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It is necessary to increase the capacity of skilled warships in water and land

 increase the capacity of skilled warships in water and land

Increase the capacity of skilled warships in water and land

The five largest warships of the Indian Navy are engaged in bringing back stranded Indians abroad and transporting food grains to friendly countries, transporting medical teams there and dispatching medicines. This is strengthening our image of the country providing security in the Indian Ocean region. These five ships - INS Jalashv, Kesari, Magar, Shardul and Airavat - have one thing in common: they are all amphibious (effective in both waters) attack vessels. Such vessels are built so that a large number of soldiers, weapons etc. can be taken to the enemy's coast. These vessels are also suitable for carrying jawans, humanitarian aid and disaster relief. It is better diplomatically and strategically to build a strong amphibious fleet for a regional power like India that represents itself as the watchdog of the Indian Ocean. This fleet guards our 7,500 km long coastline and various islands and also provides disaster relief if needed.

The role of the Navy's humanitarian aid and disaster relief plays an important role in 'Sagar', an initiative related to the development and security of the entire region. Indian help to the countries of this region made the US Navy realize our strength even during the tsunami of 2004. Last year itself, India's small amphibious fleet was appreciated throughout the Indian Ocean region. In March 2019, when the Idai cyclone hit Mozambique, INS Shardul helped by reaching Berea port. Meanwhile, INS Magar reached Mumbai from Kochi and left for Beria with tons of food, medicines and other supplies.

The Ada cyclone affected Madagascar in the wake of the Kovid-19 outing in January. Good thing that INS Airavat was on the way to Seychelles, he was immediately sent to Madagascar. The President there also appreciated it. What effect such a help leaves can be understood by the fact that in May 2017, when 'INS Sumitra was stationed in the Bay of Bengal, there was a' Mora 'storm in Bangladesh. The storm had swept 33 of its fishermen 100 nautical miles from Chittagong. INS Sumitra rescued him. The Bangladeshi media praised India.

india defence power in water

Despite this, the Navy, which has been making strides in aircraft carrier and submarine development, is hesitating to develop humanitarian aid and disaster relief capability. After the establishment of the Royal Indian Navy in 1934, such plans were made but they did not progress. After independence, Nehruvian policy linked amphibious warfare to aggression. The current Navy lacks funds and is therefore out of priority. We bought the first amphibious vessel from Poland in the 1960s. In 1971, there was a huge failure in carrying amphibious ships in Chittagong which covered the curtain of victory. A major amphibious vessel came into service in the 1980s. Landing Ship Tank (Medium) LAC-M was also purchased from Poland. While LST (Large) was made in India. These were flat surface vehicles that could carry tanks and troops to the enemy's coastline. They were successfully used by the Shanti Sena during Operation Pawan (1987–90) in Sri Lanka. But amphibious warfare remained marginal.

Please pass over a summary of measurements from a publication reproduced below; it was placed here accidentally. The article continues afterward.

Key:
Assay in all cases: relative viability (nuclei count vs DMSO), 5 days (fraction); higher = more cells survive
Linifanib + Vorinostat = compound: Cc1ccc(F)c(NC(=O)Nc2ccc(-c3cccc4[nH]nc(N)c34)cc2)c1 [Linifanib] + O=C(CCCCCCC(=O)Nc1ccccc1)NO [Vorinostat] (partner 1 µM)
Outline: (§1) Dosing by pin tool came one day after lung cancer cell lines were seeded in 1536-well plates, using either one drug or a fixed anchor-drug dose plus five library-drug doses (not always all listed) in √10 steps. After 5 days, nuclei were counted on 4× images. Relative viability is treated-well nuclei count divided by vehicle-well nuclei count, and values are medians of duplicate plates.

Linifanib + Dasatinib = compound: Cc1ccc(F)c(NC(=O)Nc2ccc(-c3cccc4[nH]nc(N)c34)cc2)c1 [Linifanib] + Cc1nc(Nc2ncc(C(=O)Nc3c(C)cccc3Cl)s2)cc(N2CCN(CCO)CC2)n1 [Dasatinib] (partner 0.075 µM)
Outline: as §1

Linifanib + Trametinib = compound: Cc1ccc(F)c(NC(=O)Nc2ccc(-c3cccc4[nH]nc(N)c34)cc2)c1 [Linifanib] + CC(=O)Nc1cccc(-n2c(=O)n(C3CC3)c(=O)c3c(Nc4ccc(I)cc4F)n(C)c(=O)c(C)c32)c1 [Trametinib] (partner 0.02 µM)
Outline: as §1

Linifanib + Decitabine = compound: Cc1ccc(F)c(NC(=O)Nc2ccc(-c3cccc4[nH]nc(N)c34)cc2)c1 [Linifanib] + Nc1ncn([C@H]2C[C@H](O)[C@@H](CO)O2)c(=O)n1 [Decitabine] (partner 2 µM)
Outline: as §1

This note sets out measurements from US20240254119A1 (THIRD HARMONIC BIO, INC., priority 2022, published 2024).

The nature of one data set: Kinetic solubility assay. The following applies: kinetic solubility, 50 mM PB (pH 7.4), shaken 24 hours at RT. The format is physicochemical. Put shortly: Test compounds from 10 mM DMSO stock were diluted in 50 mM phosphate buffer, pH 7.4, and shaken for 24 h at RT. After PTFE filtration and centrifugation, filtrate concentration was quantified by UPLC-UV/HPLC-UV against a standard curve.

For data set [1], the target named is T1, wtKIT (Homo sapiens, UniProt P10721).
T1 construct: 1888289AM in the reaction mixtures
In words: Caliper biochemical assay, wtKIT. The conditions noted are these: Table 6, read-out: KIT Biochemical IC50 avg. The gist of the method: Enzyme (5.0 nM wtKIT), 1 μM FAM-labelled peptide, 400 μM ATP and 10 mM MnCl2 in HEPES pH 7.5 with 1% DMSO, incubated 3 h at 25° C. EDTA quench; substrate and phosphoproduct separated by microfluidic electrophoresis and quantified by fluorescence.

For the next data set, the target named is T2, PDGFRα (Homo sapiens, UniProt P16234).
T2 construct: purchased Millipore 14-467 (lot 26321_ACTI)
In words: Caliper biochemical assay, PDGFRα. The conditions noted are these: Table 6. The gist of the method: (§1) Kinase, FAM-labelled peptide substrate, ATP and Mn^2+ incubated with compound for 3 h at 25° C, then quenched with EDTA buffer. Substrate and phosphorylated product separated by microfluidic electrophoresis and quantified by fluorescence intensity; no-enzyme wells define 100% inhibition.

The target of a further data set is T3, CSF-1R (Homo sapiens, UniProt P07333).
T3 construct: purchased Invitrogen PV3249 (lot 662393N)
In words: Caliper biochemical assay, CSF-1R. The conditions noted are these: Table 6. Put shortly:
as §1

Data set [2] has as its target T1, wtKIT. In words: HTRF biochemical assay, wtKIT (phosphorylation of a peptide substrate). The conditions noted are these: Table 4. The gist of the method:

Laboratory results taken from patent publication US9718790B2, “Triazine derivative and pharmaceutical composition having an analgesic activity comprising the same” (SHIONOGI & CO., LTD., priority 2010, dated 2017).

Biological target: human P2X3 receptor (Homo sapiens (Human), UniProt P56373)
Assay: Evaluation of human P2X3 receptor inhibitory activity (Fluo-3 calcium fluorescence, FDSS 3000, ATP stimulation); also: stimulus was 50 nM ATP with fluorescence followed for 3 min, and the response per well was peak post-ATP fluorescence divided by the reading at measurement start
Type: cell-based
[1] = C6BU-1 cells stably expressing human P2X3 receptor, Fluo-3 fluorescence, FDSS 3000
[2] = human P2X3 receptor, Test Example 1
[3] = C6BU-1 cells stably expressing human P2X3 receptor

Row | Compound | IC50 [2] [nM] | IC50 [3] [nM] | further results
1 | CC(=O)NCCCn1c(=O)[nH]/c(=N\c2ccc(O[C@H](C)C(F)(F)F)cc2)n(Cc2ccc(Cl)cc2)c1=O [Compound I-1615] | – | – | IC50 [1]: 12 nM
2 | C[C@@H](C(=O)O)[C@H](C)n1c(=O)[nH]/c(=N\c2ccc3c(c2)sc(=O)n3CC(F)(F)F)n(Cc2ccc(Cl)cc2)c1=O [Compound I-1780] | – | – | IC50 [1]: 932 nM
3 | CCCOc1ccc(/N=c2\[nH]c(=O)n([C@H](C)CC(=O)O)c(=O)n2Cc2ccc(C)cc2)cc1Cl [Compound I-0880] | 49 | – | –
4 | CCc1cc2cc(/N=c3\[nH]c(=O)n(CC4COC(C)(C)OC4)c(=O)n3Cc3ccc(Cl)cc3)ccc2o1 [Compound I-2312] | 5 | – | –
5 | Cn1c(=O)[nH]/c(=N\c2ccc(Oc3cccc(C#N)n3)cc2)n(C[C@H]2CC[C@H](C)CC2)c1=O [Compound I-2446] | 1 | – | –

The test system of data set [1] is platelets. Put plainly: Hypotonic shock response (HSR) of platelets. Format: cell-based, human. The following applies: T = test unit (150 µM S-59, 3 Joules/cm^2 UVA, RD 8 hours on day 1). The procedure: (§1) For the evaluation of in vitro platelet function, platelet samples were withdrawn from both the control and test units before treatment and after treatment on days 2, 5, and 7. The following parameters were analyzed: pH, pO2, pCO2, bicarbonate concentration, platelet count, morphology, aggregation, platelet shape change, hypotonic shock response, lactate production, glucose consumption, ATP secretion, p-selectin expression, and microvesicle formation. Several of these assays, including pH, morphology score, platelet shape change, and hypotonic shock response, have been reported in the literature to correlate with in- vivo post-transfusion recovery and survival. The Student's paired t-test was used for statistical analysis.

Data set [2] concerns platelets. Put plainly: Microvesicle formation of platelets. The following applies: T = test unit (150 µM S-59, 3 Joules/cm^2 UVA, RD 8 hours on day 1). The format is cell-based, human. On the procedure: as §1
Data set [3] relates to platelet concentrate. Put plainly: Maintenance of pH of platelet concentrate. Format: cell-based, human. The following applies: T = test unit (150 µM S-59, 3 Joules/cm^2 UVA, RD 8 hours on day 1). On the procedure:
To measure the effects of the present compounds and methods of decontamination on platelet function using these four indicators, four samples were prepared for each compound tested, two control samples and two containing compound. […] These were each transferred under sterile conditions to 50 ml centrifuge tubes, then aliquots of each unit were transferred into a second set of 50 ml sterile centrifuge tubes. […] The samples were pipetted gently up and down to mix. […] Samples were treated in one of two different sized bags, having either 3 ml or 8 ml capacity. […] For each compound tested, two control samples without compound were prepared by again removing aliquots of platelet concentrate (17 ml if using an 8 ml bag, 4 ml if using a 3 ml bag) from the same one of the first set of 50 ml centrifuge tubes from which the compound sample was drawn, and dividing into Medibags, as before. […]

india defence power

Things changed after the year 2004-05. The tsunami in the Indian Ocean made the Indian Navy realize its capabilities and shortcomings in the area of ​​disaster relief and humanitarian aid. The new relationship with the US included the idea of ​​a strategic partnership in the Indo-Pacific region and the US sold one such vessel landing platform dock (LPD) to India. It was renamed INS Jalashwa in 2007.

It was not only economical but also brought with it the concept of the US Marine Corps. Under this, the vessel stays within 30-40 km at sea and from there its six helicopters launch attacks. 10-12 personnel are deployed on each helicopter. Since LPD does not have to go in shallow water, its risk is low. Jalashv launches four landing craft mechanized (LCM) from the deep sea itself. Each of these can carry 150 infantrymen or 50 soldiers and an armed vehicle. That is, Jalashwa can take an entire battalion at one go. A 16,600-ton INS Jalashwa-like LPD can save 1,000 people at a time for use in humanitarian aid or disaster. It consists of four operation theaters, a 12-bed ward, a laboratory and a dental unit. It can also be converted into a hospital vessel for hundreds of people. Considering the dual capacity of LPD, the Navy decided in 2008 to build four more LPDs that would be larger than INS Jalashwa. The tender was issued in the same year, but even after 12 years, it is postponed in the hope that a private shipbuilder with a poor record in terms of supply will not achieve success by making a minimum bid and also fail in this supply. . Now Navy is going to issue new tender again where new procurement rules will be applicable.

If this new tender is not considered as a special emergency, then perhaps three new LPDs will be available only at the end of this decade. In such a situation, it is necessary to dispose of this tender at a fast pace. INS Magar and Gharial are also aging. As such, a tender for two new LST (L) should also be issued.

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